"The individual has always had to struggle to keep from being overwhelmed by the tribe. No price is too high to pay for the privilege of owning yourself."

A man asked Jesus "do all roads lead to you?" Jesus responds,”most roads don’t lead anywhere, but I will travel any road to find you.” Adapted from The Shack, William Young

Curt Sunshine
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Re: Peace without forgiveness

Post by Curt Sunshine » 11 May 2020, 20:18

"Forgiveness is letting a prisoner go free and realizing the prisoner was you."
The wording might not be exact, since I am quoting from memory, but I love that thought. I still can remember, and, in some cases, I still can take measures not to interact with the person, but forgiveness frees ME in a very real way.

Peace and forgiveness, however, are two different things. It is possible to have peace without forgiveness, and it also is possible to forgive and not have peace - depending on the nature of the offense and the harm it causes.

Too often, we conflate or confuse the two - and that can cause multiple issues.
I see through my glass, darkly - as I play my saxophone in harmony with the other instruments in God's orchestra. (h/t Elder Joseph Wirthlin)

Even if people view many things differently, the core Gospel principles (LOVE; belief in the unseen but hoped; self-reflective change; symbolic cleansing; striving to recognize the will of the divine; never giving up) are universal.

"For every complex problem there is an answer that is clear, simple, and wrong." H. L. Mencken

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Gerald
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Re: Peace without forgiveness

Post by Gerald » 12 May 2020, 07:03

I no longer hold a grudge as I am thankful for the experience, and feel at peace about the experience. However, I don't feel the need to invest the time in forgiveness, as frankly, the person who did this to me isn't really worth the space in my mind -- she's not paying rent for it.
Maybe that is forgiveness. Or some form thereof. Maybe forgiveness can be defined as letting go of hurt and anger and not letting the person or incident impact you anymore. Or maybe not. In any event, what's most important is that it works.

Many years ago, my wife and I became embroiled in a major conflict with my parents (mainly my mother) and one of my siblings. It was a very difficult time and I can remember vividly taking a long walk determined to never speak to my parents again. After great internal, personal struggle, I decided that this was NOT how I wanted to handle it and let it go. I've never regretted that decision (though it was very very hard!). I now have a decent relationship with both parents and sibling. Then about five years ago, another conflict arose wherein a different sibling and my wife (who both work for the same organization) found themselves on opposite sides of a particular issue. And this sibling ended doing some things that created great personal pain and hardship for my wife (not done maliciously just thoughtlessly). And my parents tried to stay out of it but it was fairly clear where their loyalties were (not with us). Since that time, I have struggled to forgive. I still have a relationship with my parents though I must admit it's cooler than it was. My relationship with the offending sibling is cool as well though we see each other all the time and participate in family events. I guess I haven't forgiven them. I'm not as angry as I was with the first incident but I have found it harder to let this one go. Yet, I live a decent life and don't really think about it too much. I suppose I have peace (at least as far as that goes) and, like SD, am not sure that I want to invest the emotional energy in achieving forgiveness right now. But I'm not consumed with bitterness either. I'm not sure that it's forgiveness but it's an acceptable sort of peace nonetheless.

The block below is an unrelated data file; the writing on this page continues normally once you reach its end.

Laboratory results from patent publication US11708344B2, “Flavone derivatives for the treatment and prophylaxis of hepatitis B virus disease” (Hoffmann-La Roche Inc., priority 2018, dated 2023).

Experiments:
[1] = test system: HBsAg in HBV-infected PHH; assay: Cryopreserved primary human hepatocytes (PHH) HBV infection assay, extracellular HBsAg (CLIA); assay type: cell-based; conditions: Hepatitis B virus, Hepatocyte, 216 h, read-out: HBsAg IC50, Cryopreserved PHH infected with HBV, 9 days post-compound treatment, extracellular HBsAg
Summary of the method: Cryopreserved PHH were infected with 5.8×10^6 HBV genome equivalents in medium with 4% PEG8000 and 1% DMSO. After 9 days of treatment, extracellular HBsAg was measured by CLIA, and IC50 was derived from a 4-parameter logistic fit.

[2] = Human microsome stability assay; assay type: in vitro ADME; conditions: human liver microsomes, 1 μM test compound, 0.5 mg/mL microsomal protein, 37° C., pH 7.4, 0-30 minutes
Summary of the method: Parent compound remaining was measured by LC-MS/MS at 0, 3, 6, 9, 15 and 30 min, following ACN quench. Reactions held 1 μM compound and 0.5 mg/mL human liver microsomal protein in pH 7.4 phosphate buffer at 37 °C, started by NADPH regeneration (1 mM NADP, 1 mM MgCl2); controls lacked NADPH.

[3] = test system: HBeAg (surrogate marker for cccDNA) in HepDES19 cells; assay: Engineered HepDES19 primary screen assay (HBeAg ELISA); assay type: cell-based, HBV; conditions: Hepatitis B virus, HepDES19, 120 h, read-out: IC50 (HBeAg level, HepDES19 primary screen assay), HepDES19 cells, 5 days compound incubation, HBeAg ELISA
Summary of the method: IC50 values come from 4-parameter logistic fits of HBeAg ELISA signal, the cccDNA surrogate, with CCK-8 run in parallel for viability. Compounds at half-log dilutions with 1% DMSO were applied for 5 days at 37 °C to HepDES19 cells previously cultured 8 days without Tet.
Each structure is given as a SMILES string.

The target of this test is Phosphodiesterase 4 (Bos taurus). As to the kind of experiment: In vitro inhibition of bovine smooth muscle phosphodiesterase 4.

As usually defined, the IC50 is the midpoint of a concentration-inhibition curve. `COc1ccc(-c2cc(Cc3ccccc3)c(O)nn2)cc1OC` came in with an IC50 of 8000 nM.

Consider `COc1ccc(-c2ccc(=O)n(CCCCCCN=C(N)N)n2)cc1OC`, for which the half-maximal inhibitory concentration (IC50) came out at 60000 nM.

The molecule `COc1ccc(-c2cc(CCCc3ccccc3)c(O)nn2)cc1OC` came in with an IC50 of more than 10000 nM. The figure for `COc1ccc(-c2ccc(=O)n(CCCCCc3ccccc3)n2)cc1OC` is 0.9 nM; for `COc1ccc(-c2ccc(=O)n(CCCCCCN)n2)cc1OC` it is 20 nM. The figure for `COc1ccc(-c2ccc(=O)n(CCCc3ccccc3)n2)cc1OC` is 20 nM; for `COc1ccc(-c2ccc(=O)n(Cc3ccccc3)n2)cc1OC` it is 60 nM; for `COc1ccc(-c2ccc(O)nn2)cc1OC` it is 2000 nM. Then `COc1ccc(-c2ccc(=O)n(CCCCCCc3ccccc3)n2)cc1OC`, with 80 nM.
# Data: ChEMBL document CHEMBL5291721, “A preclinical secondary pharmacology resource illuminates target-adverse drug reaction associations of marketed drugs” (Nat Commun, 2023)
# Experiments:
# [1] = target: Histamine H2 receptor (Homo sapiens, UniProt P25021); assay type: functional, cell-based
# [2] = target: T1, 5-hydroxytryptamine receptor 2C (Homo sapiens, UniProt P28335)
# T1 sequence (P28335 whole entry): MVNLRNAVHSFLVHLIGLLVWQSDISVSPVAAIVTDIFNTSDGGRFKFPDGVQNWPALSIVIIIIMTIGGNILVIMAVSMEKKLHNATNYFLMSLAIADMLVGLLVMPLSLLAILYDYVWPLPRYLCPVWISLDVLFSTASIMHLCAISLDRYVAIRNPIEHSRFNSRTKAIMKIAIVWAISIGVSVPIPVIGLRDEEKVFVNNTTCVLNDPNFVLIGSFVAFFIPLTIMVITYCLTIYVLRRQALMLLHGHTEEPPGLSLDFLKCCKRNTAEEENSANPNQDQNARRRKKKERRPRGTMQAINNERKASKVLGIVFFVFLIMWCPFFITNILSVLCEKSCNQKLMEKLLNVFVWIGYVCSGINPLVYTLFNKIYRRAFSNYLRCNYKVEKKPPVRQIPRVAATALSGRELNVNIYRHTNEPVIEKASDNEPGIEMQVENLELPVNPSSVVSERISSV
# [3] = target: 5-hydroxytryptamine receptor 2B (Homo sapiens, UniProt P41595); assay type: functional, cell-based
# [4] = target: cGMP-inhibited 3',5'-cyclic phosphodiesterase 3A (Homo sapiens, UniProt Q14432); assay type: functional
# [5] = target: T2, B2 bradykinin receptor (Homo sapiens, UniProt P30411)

So through the dusk of dead, blank-legended And unremunerative years we search to get where life begins, and still we groan because we do not find the living spark where no spark ever was; and thus we die, still searching, like poor old astronomers who totter off to bed and go to sleep, to dream of untriangulated stars.
---Edwin Arlington Robinson---

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nibbler
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Re: Peace without forgiveness

Post by nibbler » 14 May 2020, 19:55

Curt Sunshine wrote:
11 May 2020, 20:18
"Forgiveness is letting a prisoner go free and realizing the prisoner was you."
The wording might not be exact, since I am quoting from memory, but I love that thought. I still can remember, and, in some cases, I still can take measures not to interact with the person, but forgiveness frees ME in a very real way.
I've heard the following: